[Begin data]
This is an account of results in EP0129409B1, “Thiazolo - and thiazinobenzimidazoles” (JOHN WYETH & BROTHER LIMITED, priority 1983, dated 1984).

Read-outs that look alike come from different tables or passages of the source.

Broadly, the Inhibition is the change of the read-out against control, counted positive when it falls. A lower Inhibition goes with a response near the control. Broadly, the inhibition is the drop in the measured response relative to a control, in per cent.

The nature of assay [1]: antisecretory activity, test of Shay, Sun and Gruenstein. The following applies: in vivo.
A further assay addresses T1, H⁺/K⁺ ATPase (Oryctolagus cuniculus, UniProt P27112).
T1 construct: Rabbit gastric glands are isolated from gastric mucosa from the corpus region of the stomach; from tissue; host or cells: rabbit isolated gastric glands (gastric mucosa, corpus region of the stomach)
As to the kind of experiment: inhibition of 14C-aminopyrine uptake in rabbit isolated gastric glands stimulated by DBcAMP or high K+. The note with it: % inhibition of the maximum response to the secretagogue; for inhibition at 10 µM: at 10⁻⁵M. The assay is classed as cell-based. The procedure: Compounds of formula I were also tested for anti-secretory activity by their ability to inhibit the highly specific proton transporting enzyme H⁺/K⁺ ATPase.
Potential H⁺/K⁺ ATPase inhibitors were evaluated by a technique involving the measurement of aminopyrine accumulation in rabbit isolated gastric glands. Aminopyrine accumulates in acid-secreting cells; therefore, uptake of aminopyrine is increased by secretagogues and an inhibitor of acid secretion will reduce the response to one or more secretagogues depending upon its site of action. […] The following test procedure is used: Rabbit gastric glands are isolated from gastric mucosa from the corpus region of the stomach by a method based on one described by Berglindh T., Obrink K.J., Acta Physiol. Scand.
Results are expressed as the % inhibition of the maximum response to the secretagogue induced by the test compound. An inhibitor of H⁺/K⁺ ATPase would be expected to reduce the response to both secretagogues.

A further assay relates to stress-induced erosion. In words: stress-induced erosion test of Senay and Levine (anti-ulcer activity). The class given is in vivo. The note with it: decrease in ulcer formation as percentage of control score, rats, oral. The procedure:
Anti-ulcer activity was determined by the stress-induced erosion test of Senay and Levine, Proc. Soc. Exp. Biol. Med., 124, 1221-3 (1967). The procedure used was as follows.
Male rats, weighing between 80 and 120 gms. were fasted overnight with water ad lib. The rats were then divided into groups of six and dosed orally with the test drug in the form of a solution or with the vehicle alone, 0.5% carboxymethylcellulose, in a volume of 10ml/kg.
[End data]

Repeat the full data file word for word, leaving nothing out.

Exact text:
This is an account of results in EP0129409B1, “Thiazolo - and thiazinobenzimidazoles” (JOHN WYETH & BROTHER LIMITED, priority 1983, dated 1984).

Read-outs that look alike come from different tables or passages of the source.

Broadly, the Inhibition is the change of the read-out against control, counted positive when it falls. A lower Inhibition goes with a response near the control. Broadly, the inhibition is the drop in the measured response relative to a control, in per cent.

The nature of assay [1]: antisecretory activity, test of Shay, Sun and Gruenstein. The following applies: in vivo.
A further assay addresses T1, H⁺/K⁺ ATPase (Oryctolagus cuniculus, UniProt P27112).
T1 construct: Rabbit gastric glands are isolated from gastric mucosa from the corpus region of the stomach; from tissue; host or cells: rabbit isolated gastric glands (gastric mucosa, corpus region of the stomach)
As to the kind of experiment: inhibition of 14C-aminopyrine uptake in rabbit isolated gastric glands stimulated by DBcAMP or high K+. The note with it: % inhibition of the maximum response to the secretagogue; for inhibition at 10 µM: at 10⁻⁵M. The assay is classed as cell-based. The procedure: Compounds of formula I were also tested for anti-secretory activity by their ability to inhibit the highly specific proton transporting enzyme H⁺/K⁺ ATPase.
Potential H⁺/K⁺ ATPase inhibitors were evaluated by a technique involving the measurement of aminopyrine accumulation in rabbit isolated gastric glands. Aminopyrine accumulates in acid-secreting cells; therefore, uptake of aminopyrine is increased by secretagogues and an inhibitor of acid secretion will reduce the response to one or more secretagogues depending upon its site of action. […] The following test procedure is used: Rabbit gastric glands are isolated from gastric mucosa from the corpus region of the stomach by a method based on one described by Berglindh T., Obrink K.J., Acta Physiol. Scand.
Results are expressed as the % inhibition of the maximum response to the secretagogue induced by the test compound. An inhibitor of H⁺/K⁺ ATPase would be expected to reduce the response to both secretagogues.

A further assay relates to stress-induced erosion. In words: stress-induced erosion test of Senay and Levine (anti-ulcer activity). The class given is in vivo. The note with it: decrease in ulcer formation as percentage of control score, rats, oral. The procedure:
Anti-ulcer activity was determined by the stress-induced erosion test of Senay and Levine, Proc. Soc. Exp. Biol. Med., 124, 1221-3 (1967). The procedure used was as follows.
Male rats, weighing between 80 and 120 gms. were fasted overnight with water ad lib. The rats were then divided into groups of six and dosed orally with the test drug in the form of a solution or with the vehicle alone, 0.5% carboxymethylcellulose, in a volume of 10ml/kg.